Biologics to enhance mesenchymal stem cell expansion and storage

Journal of Tissue Science and Engineering

ISSN: 2157-7552

Open Access

Biologics to enhance mesenchymal stem cell expansion and storage

Joint Conference:3rd International Conference & Exhibition on TISSUE PRESERVATION AND BIOBANKING & 6th International Conference onTISSUE ENGINEERING AND REGENERATIVE MEDICINE

August 23-24, 2017 San Francisco, USA

Nidhi Bhutani

Stanford University School of Medicine, USA

Scientific Tracks Abstracts: J Tissue Sci Eng

Abstract :

Regeneration of human cartilage is inherently inefficient, a key factor for the widespread occurrence of degenerative diseases like Osteoarthritis (OA). Recent reports have provided compelling evidence that juvenile chondrocytes (from donors below 13 years of age) are more efficient at generating articular cartilage as compared to adult chondrocytes. However, the molecular basis for such a superior regenerative capability is not understood. We aimed to identify the cell-intrinsic differences between young and old cartilage and systematically profiled global gene expression changes between a small cohort of human neonatal/juvenile and adult chondrocytes. Our studies identified and validated new factors enriched in juvenile chondrocytes as compared to adult chondrocytes including secreted ECM factors Chordin-like 1 (CHRDL1) and Microfibrillar-associated protein 4 (MFAP4). CHRDL1 was observed to aid the proliferation and survival of human bone-marrow derived mesenchymal stem cells (MSC) providing a mechanism for how young cartilage factors can potentially enhance stem cell function in cartilage repair. Similarly, we observed that soluble Collagen VI (Col VI) enhances the proliferation of adult chondrocytes without any dedifferentiation. These juvenile cartilage factors are therefore useful in maintaining chondrocytes and can be potential biologics with useful applications towards biobanking of mesenchymal stem cells, chondrocytes and cartilage constructs.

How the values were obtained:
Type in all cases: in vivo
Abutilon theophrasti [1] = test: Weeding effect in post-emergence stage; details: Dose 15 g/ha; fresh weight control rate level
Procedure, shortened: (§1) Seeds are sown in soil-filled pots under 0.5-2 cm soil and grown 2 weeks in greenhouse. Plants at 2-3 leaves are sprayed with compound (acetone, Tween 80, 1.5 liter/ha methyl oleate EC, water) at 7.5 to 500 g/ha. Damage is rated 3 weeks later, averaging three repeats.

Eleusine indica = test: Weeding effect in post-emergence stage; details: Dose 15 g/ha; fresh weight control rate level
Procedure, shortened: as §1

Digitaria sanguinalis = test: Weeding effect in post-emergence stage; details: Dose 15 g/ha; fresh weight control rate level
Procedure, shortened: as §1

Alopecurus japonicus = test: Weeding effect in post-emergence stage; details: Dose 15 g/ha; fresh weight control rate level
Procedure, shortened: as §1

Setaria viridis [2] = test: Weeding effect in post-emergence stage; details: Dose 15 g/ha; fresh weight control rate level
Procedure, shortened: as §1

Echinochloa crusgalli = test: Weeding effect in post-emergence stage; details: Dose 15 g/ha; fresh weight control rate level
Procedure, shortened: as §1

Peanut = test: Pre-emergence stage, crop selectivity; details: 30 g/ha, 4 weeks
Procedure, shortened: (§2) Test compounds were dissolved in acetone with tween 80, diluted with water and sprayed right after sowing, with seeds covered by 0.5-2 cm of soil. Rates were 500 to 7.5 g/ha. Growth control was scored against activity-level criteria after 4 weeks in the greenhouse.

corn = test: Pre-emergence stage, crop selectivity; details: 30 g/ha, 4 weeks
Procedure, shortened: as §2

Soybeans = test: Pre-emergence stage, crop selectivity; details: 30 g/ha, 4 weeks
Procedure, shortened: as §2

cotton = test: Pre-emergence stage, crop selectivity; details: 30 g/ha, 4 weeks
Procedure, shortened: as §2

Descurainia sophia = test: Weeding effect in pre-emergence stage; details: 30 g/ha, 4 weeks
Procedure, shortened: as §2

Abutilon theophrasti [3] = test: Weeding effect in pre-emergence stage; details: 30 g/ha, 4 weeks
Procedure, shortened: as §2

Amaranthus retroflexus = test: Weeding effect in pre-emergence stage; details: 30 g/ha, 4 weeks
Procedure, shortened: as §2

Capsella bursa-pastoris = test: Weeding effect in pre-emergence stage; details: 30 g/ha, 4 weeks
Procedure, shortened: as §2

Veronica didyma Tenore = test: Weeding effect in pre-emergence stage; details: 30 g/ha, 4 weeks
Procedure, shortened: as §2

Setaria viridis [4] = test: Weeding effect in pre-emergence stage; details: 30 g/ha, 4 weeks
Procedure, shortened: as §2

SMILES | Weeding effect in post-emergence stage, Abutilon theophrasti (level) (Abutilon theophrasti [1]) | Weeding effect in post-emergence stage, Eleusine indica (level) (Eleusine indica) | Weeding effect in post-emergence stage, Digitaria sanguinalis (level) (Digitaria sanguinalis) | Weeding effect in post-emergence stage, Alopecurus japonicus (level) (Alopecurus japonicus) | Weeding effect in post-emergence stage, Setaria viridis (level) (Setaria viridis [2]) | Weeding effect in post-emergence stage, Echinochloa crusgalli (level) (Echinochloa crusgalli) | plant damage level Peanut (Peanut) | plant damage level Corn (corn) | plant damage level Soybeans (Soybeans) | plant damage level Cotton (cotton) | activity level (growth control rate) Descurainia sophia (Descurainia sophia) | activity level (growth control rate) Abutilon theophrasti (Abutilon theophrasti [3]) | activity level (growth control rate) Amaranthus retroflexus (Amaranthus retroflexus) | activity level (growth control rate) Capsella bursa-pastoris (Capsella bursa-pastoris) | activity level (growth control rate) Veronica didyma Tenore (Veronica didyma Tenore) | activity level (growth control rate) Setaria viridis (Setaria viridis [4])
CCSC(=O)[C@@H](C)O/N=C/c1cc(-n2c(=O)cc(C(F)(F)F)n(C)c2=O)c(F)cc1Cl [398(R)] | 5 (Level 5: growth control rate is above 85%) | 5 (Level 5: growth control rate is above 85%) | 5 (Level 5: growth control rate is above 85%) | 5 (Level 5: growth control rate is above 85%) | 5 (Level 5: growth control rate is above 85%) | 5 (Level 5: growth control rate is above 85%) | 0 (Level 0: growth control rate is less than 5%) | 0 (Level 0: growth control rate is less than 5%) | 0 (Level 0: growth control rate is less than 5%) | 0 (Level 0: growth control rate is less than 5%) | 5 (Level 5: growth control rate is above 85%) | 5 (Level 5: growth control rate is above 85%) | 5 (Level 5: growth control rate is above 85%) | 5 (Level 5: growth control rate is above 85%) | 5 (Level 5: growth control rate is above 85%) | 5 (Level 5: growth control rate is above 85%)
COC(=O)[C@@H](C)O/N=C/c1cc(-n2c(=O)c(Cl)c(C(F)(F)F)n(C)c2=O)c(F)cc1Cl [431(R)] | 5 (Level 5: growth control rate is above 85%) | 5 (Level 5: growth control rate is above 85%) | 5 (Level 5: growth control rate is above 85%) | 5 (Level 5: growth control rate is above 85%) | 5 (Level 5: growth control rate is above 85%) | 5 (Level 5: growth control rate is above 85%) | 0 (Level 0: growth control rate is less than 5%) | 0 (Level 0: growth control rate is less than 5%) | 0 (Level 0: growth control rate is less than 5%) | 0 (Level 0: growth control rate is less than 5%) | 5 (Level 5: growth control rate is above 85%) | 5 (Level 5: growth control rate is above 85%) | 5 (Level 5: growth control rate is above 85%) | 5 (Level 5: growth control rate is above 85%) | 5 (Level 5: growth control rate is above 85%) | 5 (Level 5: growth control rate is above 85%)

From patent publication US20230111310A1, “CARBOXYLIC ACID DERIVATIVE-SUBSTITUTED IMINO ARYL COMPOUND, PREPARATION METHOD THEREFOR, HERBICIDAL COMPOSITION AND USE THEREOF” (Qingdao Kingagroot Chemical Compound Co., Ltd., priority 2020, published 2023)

Biography :

Nidhi Bhutani is an Assistant Professor in the Department of Orthopaedic Surgery at Stanford University and is affiliated with the Cancer Biology Program, the BioX program and the Children Health Research Institute at Stanford. Her research interests broadly encompass the molecular mechanisms regulating regeneration and repair of the musculoskeleton, with a focus on epigenetic regulation by DNA methylation and demethylation. Her group is interested in applying stem cell and reprogramming based approaches towards musculoskeletal tissue engineering.

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